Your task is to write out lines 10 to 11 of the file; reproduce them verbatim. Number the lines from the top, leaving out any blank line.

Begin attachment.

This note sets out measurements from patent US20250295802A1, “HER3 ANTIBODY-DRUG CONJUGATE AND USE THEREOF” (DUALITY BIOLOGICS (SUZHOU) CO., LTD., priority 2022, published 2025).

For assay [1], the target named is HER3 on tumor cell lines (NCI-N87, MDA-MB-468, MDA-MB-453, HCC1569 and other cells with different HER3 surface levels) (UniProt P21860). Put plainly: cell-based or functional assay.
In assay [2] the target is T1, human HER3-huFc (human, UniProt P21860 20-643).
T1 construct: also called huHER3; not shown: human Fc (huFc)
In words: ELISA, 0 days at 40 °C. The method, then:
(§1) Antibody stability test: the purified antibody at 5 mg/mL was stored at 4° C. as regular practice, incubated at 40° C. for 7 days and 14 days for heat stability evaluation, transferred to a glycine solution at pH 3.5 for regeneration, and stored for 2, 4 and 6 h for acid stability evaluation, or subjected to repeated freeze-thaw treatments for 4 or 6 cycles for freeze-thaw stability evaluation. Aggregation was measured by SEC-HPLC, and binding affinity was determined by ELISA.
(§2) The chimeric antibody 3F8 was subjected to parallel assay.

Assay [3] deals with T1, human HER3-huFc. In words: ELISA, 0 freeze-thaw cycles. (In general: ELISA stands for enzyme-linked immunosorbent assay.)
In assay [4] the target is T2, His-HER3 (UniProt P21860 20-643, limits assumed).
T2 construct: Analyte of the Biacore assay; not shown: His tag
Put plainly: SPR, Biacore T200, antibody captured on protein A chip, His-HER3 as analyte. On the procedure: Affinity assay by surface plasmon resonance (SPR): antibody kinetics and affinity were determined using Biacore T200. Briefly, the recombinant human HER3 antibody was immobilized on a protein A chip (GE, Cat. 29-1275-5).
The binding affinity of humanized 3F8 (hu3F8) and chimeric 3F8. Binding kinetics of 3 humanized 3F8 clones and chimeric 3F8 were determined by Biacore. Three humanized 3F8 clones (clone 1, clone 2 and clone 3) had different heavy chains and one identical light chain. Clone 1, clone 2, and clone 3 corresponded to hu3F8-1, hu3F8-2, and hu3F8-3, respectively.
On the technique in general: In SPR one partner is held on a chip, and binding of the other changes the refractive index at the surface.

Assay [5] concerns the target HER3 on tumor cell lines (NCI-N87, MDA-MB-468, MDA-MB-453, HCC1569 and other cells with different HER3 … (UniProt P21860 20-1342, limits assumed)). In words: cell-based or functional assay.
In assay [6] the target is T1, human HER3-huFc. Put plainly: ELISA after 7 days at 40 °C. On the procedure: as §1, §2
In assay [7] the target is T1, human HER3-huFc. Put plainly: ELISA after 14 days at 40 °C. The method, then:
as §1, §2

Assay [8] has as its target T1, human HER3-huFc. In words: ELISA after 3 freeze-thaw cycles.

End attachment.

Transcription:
T2 construct: Analyte of the Biacore assay; not shown: His tag
Put plainly: SPR, Biacore T200, antibody captured on protein A chip, His-HER3 as analyte. On the procedure: Affinity assay by surface plasmon resonance (SPR): antibody kinetics and affinity were determined using Biacore T200. Briefly, the recombinant human HER3 antibody was immobilized on a protein A chip (GE, Cat. 29-1275-5).